Beyond its devastating impact on individuals and families, suicide is a growing public health problem.
It is the 10th leading cause of death in the United States, according to the National Institute of Mental Health. In 2017, more than 47,000 Americans committed suicide, and rates have been increasing over the past decade. It was the second leading cause of death for individuals between 10 and 34.
The highest rates of suicide occur in adults between 45 and 54. Teens and young adults have lower rates of suicide, however, the age group has seen a noticeable increase since 2010.
The problem may see overwhelming, but individuals can make a difference, said licensed professional counselor Kris Riddle, who serves as the clinical director for the Life Core’s ASIST program.
“If you can keep them safe for a period of time, you give them the opportunity to make another choice,” Riddle said.
Life Core offers ASIST – Applied Suicide Intervention Skills Training – to any interested adult. While many people in the mental health and education fields take the course, it is designed for those without any professional background. The goal of ASIST, which is an international model, is to prepare people to keep people safe and connect them with help, not to try to deliver therapy.
“We encourage as many people from the community as possible to get trained,” Riddle said.
In many cases, people who are seriously contemplating suicide will say things to signal they are in trouble. The ASIST program calls these moments invitations, Riddle said.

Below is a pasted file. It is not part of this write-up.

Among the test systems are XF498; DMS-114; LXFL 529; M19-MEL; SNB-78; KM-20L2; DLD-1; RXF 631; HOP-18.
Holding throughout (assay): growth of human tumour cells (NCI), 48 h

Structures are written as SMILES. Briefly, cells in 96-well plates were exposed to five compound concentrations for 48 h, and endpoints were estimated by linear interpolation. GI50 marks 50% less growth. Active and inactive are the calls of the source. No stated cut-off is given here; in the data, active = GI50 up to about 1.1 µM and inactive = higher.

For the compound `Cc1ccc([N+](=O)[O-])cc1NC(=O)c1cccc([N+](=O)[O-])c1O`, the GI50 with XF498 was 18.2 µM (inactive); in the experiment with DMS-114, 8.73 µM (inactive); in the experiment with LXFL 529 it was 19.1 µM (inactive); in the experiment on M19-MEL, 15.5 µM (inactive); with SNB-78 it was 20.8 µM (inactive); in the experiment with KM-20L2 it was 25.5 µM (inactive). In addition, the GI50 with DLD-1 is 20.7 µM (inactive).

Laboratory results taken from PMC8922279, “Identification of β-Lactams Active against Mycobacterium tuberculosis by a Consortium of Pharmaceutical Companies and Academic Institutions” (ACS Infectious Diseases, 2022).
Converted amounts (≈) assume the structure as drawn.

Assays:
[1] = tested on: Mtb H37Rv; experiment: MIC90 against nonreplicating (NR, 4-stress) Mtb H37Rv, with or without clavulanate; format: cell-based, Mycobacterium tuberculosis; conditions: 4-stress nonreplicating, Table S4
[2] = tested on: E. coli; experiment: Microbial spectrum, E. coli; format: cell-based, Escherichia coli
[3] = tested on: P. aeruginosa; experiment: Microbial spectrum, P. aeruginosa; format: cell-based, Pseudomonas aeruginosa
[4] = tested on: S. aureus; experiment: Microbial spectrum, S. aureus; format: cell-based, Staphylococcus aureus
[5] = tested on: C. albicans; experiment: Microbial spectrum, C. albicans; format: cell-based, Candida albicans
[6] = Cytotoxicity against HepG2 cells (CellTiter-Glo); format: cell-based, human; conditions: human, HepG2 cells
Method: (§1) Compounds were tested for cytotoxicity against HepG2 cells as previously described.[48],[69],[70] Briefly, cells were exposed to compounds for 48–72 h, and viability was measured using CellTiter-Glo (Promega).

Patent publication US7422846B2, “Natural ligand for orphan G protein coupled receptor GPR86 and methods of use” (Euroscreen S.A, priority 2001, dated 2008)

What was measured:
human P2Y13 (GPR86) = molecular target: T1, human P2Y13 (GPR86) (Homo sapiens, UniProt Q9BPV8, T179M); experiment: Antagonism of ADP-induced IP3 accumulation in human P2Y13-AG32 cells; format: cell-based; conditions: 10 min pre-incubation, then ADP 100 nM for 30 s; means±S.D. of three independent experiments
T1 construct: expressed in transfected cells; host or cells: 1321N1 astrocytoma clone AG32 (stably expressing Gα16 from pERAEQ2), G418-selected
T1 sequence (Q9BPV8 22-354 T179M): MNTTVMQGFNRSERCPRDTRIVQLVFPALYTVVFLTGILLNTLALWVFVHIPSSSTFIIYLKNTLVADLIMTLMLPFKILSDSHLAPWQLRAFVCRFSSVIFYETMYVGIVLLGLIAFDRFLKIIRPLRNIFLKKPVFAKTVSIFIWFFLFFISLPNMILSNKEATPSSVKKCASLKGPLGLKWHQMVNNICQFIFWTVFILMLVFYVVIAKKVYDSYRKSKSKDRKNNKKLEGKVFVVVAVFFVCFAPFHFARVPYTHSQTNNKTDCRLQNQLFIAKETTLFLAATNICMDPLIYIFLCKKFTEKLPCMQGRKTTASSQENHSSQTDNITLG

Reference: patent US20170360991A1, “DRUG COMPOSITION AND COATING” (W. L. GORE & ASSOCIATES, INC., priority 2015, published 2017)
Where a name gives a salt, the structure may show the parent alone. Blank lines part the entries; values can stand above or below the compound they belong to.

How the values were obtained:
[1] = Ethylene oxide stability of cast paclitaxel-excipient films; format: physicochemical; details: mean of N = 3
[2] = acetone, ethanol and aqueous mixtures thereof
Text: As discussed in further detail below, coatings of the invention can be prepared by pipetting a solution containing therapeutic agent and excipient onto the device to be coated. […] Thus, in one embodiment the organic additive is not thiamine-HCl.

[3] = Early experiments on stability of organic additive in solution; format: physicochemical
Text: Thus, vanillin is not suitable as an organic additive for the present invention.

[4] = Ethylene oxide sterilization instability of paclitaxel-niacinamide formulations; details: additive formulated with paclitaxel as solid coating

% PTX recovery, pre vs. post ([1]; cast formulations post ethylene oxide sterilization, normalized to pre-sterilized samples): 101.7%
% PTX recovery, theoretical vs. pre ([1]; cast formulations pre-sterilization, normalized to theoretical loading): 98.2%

“Often the best people to recognize these individuals are the people that know them best,” Riddle said.
The next ASIST training will be offered 8 a.m. to 5 p.m. March 19-20. The cost is $100 to cover the cost of materials. For more information, call (662) 640-4595.
Although it’s a myth that suicides peak in December and January, there are things that people can do if they are concerned a friend, family member or colleague is considering harming themselves.
Resources are available 24-7 to help them intervene, Riddle said. The Life Core mobile crisis team can be reached at (866) 255-9986. The National Suicide Prevention Lifeline can be reached at (800) 273-8255.
The first thing is to understand a person contemplating suicide is often feeling a great deal of anguish and feels that everyone around them would be better off without them.
“People with thoughts of suicide don’t see themselves as assets,” Riddle said. “They feel very alone.”
Don’t be afraid to ask directly if they are thinking about suicide or harming themselves, Riddle said.
“Make it a yes or no question,” Riddle said. “You are not putting thoughts in their head.”
The next step is to compassionately hear their story, Riddle said. Let them know you care.
“Listening to their story can be hard, and they’re not safe yet,” Riddle said.
The next steps are looking for some type of life connection and getting them to agree to stay safe for now.
A safety plan can take a number of different forms, Riddle said. It can involve disabling their suicide plan by removing guns or pills from the house. It might involve asking them if they would like someone to stay with them or get them to a safe place.
Making a difference
Just knowing that someone cares about them can make a huge difference to people contemplating suicide
Using federal survey data, the National Institute of Mental Health estimates that 9.8 million U.S. adults had serious thoughts of committing suicide. About 2.8 million are estimated to make suicide plans. About 1.3 million are estimated to have attempted suicide. Like the tip of the iceberg, only a small percentage complete suicide.
“For many people, one intervention may be all they ever need,” Riddle said. “If they are here for the next intervention, that’s a good thing, too.”